The national conversation on local food systems continues to evolve in complexity, intrigue and now, rigor. On the front page of today’s Chicago Tribune is a story about a University of Chicago geophysics professor who is examining the merits — in carbon intensity terms — of local versus conventional farming.
Professor Pamela Martin along with graduate student Esther Bowen are examining data focusing on the energy inputs of farms within a 300-mile radius of Chicago. The team has selected a sample size of eight regional farms and will use longitudinal data going three years back. Key performance indicators being measured are aggregated intensity calculations such as yield per acre, energy use per acre and water use per acre.
From The Tribune:
“Her team is still calculating the farms’ energy use — including man hours, fertilizers, water and pesticides — but Martin said preliminary data suggest the organic urban farms in her study were at least as productive as conventional farms. Rural sustainable farms (those using organic or similar practices) yielded about half to 85 percent of the produce as conventional farms in the first year of data, she said, “but they might also use half the energy. We just don’t know yet.”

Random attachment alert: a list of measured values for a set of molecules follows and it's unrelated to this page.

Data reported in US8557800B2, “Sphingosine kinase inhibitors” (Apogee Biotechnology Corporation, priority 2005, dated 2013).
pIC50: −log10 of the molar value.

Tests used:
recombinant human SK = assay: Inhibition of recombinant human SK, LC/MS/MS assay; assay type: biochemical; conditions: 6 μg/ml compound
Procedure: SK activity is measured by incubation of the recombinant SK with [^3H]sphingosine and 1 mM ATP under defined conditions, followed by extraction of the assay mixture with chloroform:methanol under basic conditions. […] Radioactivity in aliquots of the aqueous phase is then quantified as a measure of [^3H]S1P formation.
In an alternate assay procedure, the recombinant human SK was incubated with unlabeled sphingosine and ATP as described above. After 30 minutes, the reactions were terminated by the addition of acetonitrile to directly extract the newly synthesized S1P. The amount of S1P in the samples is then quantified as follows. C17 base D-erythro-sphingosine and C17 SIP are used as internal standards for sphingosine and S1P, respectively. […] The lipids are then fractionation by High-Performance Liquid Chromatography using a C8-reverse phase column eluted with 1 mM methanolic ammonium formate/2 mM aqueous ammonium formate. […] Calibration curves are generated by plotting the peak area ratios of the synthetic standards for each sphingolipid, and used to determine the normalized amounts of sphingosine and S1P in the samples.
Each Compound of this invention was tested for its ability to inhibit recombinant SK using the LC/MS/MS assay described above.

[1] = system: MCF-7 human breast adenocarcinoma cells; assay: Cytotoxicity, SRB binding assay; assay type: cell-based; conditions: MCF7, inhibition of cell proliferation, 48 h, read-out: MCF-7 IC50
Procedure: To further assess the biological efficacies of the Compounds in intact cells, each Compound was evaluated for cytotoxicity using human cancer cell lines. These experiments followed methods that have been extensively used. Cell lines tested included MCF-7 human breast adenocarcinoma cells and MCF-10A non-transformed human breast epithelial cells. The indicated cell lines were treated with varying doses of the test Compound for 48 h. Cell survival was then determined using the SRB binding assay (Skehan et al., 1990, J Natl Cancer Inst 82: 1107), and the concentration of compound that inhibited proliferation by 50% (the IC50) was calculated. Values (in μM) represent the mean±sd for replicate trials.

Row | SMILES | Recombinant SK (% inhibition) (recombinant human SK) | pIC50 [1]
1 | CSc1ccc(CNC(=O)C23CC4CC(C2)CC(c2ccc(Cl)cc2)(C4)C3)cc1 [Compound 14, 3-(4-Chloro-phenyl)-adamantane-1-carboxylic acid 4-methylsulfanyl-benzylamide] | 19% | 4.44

Most experts believe the close to to 90% of the energy required to produce a crop or an animal protein is consumed inside the fence, debunking Michael Pollan’s infamous “food mile” debate. There is a superb op/ed published this summer in The New York Times by historian Stephen Budiansky that makes this case. But the fostering of local food systems offers risks and rewards that go well beyond energy efficiency. Chefs and savvy urban LOHAS consumers notwithstanding, local food drives knowledge about the how and the why of agricultural production. For a criminally obese nation with no real food culture beyond a love of Happy Meals, this is a net positive.
Perhaps awareness and education are the most valuable elements of the locavore movement. It will be fascinating to look at the results of the U of C study, but while I expect conventional farms to produce food more efficiently than smaller, local farms, the local food system debate will continue to enrich our nation’s debate through increased passion and information. The key question: Will consumer demand for local food be affected in the long-term?